Issued by FDIC
Sec. 211.601 Status of certain offices for purposes of the International Banking Act restrictions on interstate banking operations.
The Board has considered the question of whether a foreign bank's California office that may accept deposits from certain foreign sources (e.g., a United States citizen residing abroad) is a branch or an agency for the purposes of the grandfather provisions of section 5 of the International Banking Act of 1978 (12 U.S.C. 3103(b)). The question has arisen as a result of the definitions in the International Banking Act of branch and agency, and the limited deposit-taking capabilities of certain California offices of foreign banks.
The International Banking Act defines agency as "any office * * * at which deposits may not be accepted from citizens or residents of the United States,'' and defines branch as "any office * * * of a foreign bank * * * at which deposits are received'' (12 U.S.C. 3101(1) and (3)). Offices of foreign banks in California prior to the International Banking Act were generally prohibited from accepting deposits by the requirement of State law that such offices obtain Federal deposit insurance (Cal. Fin. Code 1756); until the passage of the International Banking Act an office of a foreign bank could not obtain such insurance. California law, however, permits offices of foreign banks, with the approval of the Banking Department, to accept deposits from any person that resides, is domiciled, and maintains its principal place of business in a foreign country (Cal. Fin. Code 1756.2). Thus, under a literal reading of the definitions of branch and agency contained in the International Banking Act, a foreign bank's California office that accepts deposits from certain foreign sources (e.g., a U.S. citizen residing abroad), is a branch rather than an agency.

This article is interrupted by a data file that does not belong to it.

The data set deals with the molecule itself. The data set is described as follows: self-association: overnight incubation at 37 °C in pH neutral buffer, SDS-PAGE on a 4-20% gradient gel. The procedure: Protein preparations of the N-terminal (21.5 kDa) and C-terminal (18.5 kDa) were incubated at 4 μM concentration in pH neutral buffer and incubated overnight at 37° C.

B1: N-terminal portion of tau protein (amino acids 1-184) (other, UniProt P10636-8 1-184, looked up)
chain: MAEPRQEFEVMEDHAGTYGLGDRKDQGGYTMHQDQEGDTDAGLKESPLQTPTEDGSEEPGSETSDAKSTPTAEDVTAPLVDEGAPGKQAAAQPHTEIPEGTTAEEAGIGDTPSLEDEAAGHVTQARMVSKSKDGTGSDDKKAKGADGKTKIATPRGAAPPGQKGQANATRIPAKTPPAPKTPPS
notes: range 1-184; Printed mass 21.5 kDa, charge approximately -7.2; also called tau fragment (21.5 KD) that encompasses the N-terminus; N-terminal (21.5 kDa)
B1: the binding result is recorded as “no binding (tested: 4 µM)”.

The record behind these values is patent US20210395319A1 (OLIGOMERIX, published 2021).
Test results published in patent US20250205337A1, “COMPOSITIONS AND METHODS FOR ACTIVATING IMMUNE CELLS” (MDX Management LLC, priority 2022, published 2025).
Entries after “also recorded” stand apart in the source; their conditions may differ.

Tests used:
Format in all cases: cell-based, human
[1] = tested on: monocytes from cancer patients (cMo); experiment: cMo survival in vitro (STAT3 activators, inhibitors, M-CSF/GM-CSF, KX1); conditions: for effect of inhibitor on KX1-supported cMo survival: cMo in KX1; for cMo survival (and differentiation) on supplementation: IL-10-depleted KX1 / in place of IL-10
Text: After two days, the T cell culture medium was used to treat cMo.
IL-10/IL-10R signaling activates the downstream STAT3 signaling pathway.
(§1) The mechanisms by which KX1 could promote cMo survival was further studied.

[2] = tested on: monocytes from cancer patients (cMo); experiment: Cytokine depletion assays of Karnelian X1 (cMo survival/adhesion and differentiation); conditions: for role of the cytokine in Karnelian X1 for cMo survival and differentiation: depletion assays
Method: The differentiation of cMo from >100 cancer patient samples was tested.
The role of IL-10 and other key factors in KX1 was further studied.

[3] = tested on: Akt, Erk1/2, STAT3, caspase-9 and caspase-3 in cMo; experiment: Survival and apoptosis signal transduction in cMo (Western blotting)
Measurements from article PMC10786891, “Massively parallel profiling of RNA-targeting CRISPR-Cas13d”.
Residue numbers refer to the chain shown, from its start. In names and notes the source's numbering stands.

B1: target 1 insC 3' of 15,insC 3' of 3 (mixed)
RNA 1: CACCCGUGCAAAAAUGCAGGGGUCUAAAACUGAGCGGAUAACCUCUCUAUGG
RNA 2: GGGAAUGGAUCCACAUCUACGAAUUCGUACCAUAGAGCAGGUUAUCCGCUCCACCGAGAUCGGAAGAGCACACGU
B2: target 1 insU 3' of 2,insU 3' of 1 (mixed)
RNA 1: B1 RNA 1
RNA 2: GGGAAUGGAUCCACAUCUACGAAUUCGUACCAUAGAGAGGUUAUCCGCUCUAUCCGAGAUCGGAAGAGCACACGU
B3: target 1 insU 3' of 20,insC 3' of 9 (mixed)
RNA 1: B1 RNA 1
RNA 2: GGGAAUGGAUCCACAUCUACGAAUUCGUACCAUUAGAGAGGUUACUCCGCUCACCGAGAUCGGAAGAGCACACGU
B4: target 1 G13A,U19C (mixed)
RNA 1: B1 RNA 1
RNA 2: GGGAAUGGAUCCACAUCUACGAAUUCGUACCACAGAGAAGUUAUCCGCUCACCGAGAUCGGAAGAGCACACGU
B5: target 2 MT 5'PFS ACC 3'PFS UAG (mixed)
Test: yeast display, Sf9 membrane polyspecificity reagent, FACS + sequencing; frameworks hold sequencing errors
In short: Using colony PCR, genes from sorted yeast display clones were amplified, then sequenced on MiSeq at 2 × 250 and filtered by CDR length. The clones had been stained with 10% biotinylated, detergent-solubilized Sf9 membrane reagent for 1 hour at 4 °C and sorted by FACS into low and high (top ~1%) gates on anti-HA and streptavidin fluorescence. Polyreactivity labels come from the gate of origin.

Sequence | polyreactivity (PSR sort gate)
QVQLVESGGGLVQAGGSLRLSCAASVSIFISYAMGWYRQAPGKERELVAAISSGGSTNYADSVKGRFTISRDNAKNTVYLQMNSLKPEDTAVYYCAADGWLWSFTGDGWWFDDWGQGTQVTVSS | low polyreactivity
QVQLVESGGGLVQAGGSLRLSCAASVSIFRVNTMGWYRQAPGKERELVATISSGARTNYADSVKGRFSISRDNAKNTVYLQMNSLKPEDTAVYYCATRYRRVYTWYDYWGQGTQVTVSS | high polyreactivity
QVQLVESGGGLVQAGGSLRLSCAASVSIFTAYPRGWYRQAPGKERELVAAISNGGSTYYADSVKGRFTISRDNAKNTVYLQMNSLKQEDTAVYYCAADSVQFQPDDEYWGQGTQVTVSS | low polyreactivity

Section 5 of the International Banking Act establishes certain limitations on the expansion of the domestic deposit-taking capabilities of a foreign bank outside its home State. It also grandfathers offices established or applied for prior to July 27, 1978, and permits a foreign bank to select its home State from among the States in which it operated branches and agencies on the grandfather date. If a foreign bank's office that was established or applied for prior to June 27, 1978, is a branch as defined in the International Banking Act, then it is grandfathered as a branch. Accordingly, a foreign bank could designate a State other than California as its home State and subsequently convert its California office to a full domestic deposit-taking facility by obtaining Federal deposit insurance. If, however, the office is determined to be an agency, then it is grandfathered as such and the foreign bank may may not expand its deposit-taking capabilities in California without declaring California its home State.
In the Board's view, it would be inconsistent with the purposes and the legislative history of the International Banking Act to enable a foreign bank to expand its domestic interstate deposit-taking capabilities by grandfathering these California offices as branches because of their ability to receive certain foreign source deposits. The Board also notes that such deposits are of the same general type that may be received by an Edge Corporation and, hence in accordance with section 5(a) of the International Banking Act, by branches established and operated outside a foreign bank's home State. It would be inconsistent with the structure of the interstate banking provisions of the International Banking Act to grandfather as full deposit-taking offices those facilities whose activities have been determined by Congress to be appropriate for a foreign bank's out-of-home State branches.
Accordingly, the Board, in administering the interstate banking provisions of the IBA, regards as agencies those offices of foreign banks that do not accept domestic deposits but that may accept deposits from any person that resides, is domiciled, and maintains its principal place of business in a foreign country.